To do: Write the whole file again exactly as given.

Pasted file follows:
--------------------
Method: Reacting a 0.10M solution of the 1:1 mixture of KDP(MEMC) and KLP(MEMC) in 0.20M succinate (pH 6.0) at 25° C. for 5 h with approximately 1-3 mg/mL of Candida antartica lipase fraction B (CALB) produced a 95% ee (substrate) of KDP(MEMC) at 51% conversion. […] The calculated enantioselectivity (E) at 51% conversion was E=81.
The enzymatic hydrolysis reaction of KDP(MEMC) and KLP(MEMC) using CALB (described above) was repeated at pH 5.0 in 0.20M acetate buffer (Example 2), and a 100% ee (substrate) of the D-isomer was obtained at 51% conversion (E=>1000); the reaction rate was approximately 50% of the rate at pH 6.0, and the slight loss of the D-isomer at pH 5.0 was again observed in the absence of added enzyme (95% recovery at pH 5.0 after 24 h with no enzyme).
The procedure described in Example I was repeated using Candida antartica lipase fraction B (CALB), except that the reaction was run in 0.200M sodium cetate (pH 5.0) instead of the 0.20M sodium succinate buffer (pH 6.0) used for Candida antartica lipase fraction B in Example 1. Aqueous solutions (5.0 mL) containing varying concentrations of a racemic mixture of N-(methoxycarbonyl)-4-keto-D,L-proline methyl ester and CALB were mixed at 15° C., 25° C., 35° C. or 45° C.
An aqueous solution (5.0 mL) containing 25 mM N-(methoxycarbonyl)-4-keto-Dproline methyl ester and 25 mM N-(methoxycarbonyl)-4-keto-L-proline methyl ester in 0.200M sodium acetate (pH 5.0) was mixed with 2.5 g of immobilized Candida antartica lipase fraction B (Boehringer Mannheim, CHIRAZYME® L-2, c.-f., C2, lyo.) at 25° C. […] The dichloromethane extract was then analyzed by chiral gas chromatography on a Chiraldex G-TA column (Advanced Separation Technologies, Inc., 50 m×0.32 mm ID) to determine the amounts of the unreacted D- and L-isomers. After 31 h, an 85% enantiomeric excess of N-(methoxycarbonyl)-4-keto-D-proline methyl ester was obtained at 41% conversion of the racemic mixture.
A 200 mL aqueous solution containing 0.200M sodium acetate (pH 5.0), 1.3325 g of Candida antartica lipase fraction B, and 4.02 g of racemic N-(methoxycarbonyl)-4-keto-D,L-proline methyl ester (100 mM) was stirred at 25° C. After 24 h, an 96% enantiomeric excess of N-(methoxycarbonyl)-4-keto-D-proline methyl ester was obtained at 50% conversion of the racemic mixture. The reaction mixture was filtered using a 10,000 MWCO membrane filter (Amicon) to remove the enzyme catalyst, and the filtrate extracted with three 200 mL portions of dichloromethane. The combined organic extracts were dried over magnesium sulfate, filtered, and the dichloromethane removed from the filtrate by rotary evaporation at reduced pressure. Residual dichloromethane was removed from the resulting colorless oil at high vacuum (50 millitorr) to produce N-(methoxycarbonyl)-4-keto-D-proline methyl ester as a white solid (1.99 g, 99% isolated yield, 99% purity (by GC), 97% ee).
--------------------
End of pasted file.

Method: Reacting a 0.10M solution of the 1:1 mixture of KDP(MEMC) and KLP(MEMC) in 0.20M succinate (pH 6.0) at 25° C. for 5 h with approximately 1-3 mg/mL of Candida antartica lipase fraction B (CALB) produced a 95% ee (substrate) of KDP(MEMC) at 51% conversion. […] The calculated enantioselectivity (E) at 51% conversion was E=81.
The enzymatic hydrolysis reaction of KDP(MEMC) and KLP(MEMC) using CALB (described above) was repeated at pH 5.0 in 0.20M acetate buffer (Example 2), and a 100% ee (substrate) of the D-isomer was obtained at 51% conversion (E=>1000); the reaction rate was approximately 50% of the rate at pH 6.0, and the slight loss of the D-isomer at pH 5.0 was again observed in the absence of added enzyme (95% recovery at pH 5.0 after 24 h with no enzyme).
The procedure described in Example I was repeated using Candida antartica lipase fraction B (CALB), except that the reaction was run in 0.200M sodium cetate (pH 5.0) instead of the 0.20M sodium succinate buffer (pH 6.0) used for Candida antartica lipase fraction B in Example 1. Aqueous solutions (5.0 mL) containing varying concentrations of a racemic mixture of N-(methoxycarbonyl)-4-keto-D,L-proline methyl ester and CALB were mixed at 15° C., 25° C., 35° C. or 45° C.
An aqueous solution (5.0 mL) containing 25 mM N-(methoxycarbonyl)-4-keto-Dproline methyl ester and 25 mM N-(methoxycarbonyl)-4-keto-L-proline methyl ester in 0.200M sodium acetate (pH 5.0) was mixed with 2.5 g of immobilized Candida antartica lipase fraction B (Boehringer Mannheim, CHIRAZYME® L-2, c.-f., C2, lyo.) at 25° C. […] The dichloromethane extract was then analyzed by chiral gas chromatography on a Chiraldex G-TA column (Advanced Separation Technologies, Inc., 50 m×0.32 mm ID) to determine the amounts of the unreacted D- and L-isomers. After 31 h, an 85% enantiomeric excess of N-(methoxycarbonyl)-4-keto-D-proline methyl ester was obtained at 41% conversion of the racemic mixture.
A 200 mL aqueous solution containing 0.200M sodium acetate (pH 5.0), 1.3325 g of Candida antartica lipase fraction B, and 4.02 g of racemic N-(methoxycarbonyl)-4-keto-D,L-proline methyl ester (100 mM) was stirred at 25° C. After 24 h, an 96% enantiomeric excess of N-(methoxycarbonyl)-4-keto-D-proline methyl ester was obtained at 50% conversion of the racemic mixture. The reaction mixture was filtered using a 10,000 MWCO membrane filter (Amicon) to remove the enzyme catalyst, and the filtrate extracted with three 200 mL portions of dichloromethane. The combined organic extracts were dried over magnesium sulfate, filtered, and the dichloromethane removed from the filtrate by rotary evaporation at reduced pressure. Residual dichloromethane was removed from the resulting colorless oil at high vacuum (50 millitorr) to produce N-(methoxycarbonyl)-4-keto-D-proline methyl ester as a white solid (1.99 g, 99% isolated yield, 99% purity (by GC), 97% ee).